|Glow in the Dark Productions/Spiderdance|
History IQ was a short-lived game show where three contestants were tested of their knowledge of history.
The first round went through two formats in its two-season run. But either way, it was an elimination round in which only the top two scores advanced to the next round. In both seasons, if a tie occurred between two contestants for last place, one final toss-up question was asked. The first contestant to buzz in with the correct answer would advance to the next round. A contestant who buzzed in with a wrong answer on this question was immediately eliminated.
Season 1: Eye Q
The contestants were shown a short video of a historical person, place, or thing. After the video, a toss-up question about the clip was read and the first contestant to buzz-in and answer the question correctly won $100 and control of the follow-up questions. Each correct answer from those won $50 and kept control, but an incorrect answer gave the other contestants a chance to buzz-in and steal control and the money. However, if the opponents were unable to give a correct answer, the round continued with another toss-up question asked to all three players for $50. When time was called, the follow-up questions about the video clip were done; afterwhich another video was played. After four video clips, the round was over, and the contestant with the least amount of money was eliminated from the game.
In this format, the contestants were shown a toss-up question consisting of a newspaper headline from a certain time period and three statements about the headline, one of which was false. The first contestant to buzz-in and choose the false statement won $100 and a chance to answer a $50 follow-up question (always correcting the false statement). Incorrect answers in this round lost money and gave the other players a chance to answer the question and steal the money. Several headlines that fit under the same category were played, and when a signal sounded, a new category went into play. After the fourth category, the round was over, and the player with the lowest score was out of the game.
Round 2: Tri Q
In this round, the two remaining contestants were shown a series of three answers. Each group of three were answers that related to each other in some way. The contestants' job was to choose the one that answers the question. Doing so won $200 and right to answer a $100 follow-up question. Before the follow-up question, the player who answered the Tri Q question could decide to either answer the question himself/herself or pass the question to his/her opponent. Each incorrect answer in this round (also) deducted money from a player's score.
By the end of this round, the game shifted to a speed round (or in this case, the Speed Challenge). To start, one final Tri Q list was shown, then host Summers read a series of rapid-fire questions of which those answers were the choices, with each answer worth +/- $100. The Speed Challenge lasted for 45 seconds and when time ran out, the player with the most money won the game, kept the money and moved onto the final round.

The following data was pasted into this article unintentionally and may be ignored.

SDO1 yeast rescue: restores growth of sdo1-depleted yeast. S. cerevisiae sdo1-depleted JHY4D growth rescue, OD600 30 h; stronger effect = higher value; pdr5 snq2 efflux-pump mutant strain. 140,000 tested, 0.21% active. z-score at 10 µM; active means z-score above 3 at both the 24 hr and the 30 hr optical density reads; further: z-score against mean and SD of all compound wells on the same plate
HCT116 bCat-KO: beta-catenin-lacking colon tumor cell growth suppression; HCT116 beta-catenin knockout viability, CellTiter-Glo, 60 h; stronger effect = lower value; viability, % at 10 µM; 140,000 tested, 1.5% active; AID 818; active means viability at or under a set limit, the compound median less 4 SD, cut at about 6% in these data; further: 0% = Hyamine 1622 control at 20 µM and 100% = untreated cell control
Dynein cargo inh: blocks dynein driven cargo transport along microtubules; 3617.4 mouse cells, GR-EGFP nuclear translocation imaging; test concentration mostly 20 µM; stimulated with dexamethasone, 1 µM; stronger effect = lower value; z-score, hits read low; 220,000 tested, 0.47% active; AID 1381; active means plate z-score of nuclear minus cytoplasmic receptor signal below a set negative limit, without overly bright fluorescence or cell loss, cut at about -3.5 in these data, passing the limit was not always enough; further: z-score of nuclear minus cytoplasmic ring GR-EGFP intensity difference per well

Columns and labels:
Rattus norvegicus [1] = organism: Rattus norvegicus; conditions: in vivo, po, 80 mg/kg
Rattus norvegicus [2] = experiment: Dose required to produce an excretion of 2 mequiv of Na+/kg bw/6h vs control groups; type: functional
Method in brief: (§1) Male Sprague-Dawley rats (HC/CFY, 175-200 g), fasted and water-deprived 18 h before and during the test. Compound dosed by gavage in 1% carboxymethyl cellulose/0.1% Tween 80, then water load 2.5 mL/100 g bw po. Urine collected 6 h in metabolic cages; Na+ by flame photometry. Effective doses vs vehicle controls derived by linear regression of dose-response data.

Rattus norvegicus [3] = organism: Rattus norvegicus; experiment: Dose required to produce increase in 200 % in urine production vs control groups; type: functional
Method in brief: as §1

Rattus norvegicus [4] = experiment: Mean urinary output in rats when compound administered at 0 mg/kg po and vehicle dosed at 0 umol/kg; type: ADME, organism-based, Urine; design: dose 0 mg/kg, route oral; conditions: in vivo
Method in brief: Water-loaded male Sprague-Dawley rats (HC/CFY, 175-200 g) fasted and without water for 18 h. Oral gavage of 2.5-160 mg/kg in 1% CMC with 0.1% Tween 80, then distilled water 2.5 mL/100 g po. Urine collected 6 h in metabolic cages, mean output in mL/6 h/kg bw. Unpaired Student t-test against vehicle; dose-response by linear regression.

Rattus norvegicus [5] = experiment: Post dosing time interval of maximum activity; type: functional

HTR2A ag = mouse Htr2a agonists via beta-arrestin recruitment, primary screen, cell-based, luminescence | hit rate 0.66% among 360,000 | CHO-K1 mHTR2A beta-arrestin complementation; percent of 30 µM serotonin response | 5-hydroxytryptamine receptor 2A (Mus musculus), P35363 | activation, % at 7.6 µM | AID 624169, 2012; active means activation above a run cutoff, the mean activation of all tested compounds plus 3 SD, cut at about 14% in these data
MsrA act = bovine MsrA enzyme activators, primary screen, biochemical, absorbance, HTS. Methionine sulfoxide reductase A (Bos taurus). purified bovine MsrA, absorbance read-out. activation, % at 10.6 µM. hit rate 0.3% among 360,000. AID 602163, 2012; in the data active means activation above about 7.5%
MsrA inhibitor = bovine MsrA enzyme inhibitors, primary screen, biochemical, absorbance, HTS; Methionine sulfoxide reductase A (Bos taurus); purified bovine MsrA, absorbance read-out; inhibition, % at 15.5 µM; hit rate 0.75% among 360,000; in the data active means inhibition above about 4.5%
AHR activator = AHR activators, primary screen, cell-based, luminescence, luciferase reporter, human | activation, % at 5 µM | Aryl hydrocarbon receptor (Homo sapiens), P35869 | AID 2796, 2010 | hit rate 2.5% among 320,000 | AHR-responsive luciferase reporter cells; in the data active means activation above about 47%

If both contestants were tied at the end of the round, one final clue was given. The first contestant to buzz in with the correct answer won the game; an incorrect answer automatically resulted in a win for the opponent.
Bonus Round: History IQ Timeline
The bonus round also went through two versions, but it always began the same way: the winning contestant was shown the year when the Timeline began. Plus, it had the same goal, which was to place ten headlines from ten years (one for each year) in chronological order in 60 seconds or less.
The ten headlines were shown to the contestant, who then had 60 seconds to place them in the right order. The contestant did that by using a special touchscreen. He/She took a headline and placed it beside a year. During the time, the winning contestant could press one of five "Hot Buttons", to check his/her progress. When the time was up, each correctly placed headline was worth $500, and placing all ten augmented the contestant's total winnings to $25,000.
The second season Timeline was played a little differently. This time, each headline appeared at the top one at a time. On each headline, the contestant attempted to place it beside a year then press the checkmark to submit the answer. If the headline was beside the correct year, it stayed there; otherwise, back to the top it went. The contestant had three tries on each headline, and he/she could pass on a headline and return to it by pressing the word PASS. There was no money offered for individual headlines, but if the contestant could place the headlines in the right order in 60 seconds, his/her winnings were augmented to $5,000.
The $250,000 Tournament
Towards the end of the second season, the nine highest-scoring contestants played a four-episode tournament in which the championship player won $250,000; the winners of the three semifinal matches advanced to the final match. The final episode of the season had two Speed Challenges (with 45 seconds per challenge). For the first Speed Challenges, the contestant with the lower score after the first half of the Tri Q round picked one of the four Tri Q lists that were available (with each correct answer worth $100). The second list was chosen from the remaining three choices by the player in the lead after the first challenge, with the value of each correct answer being doubled to $200.
Michael Klinghoffer & Dana Calderwood
New York City, NY
Official Website (via Internet Archive)
History IQ @ tv-gameshows.com
Rules for History IQ @ Loogslair.net
History IQ @ blue-telescope.com
Official website for the interactive game of "History IQ" courtesy of Spiderdance
Official website from the president of Spiderdance who responsible for the interactive version of History IQ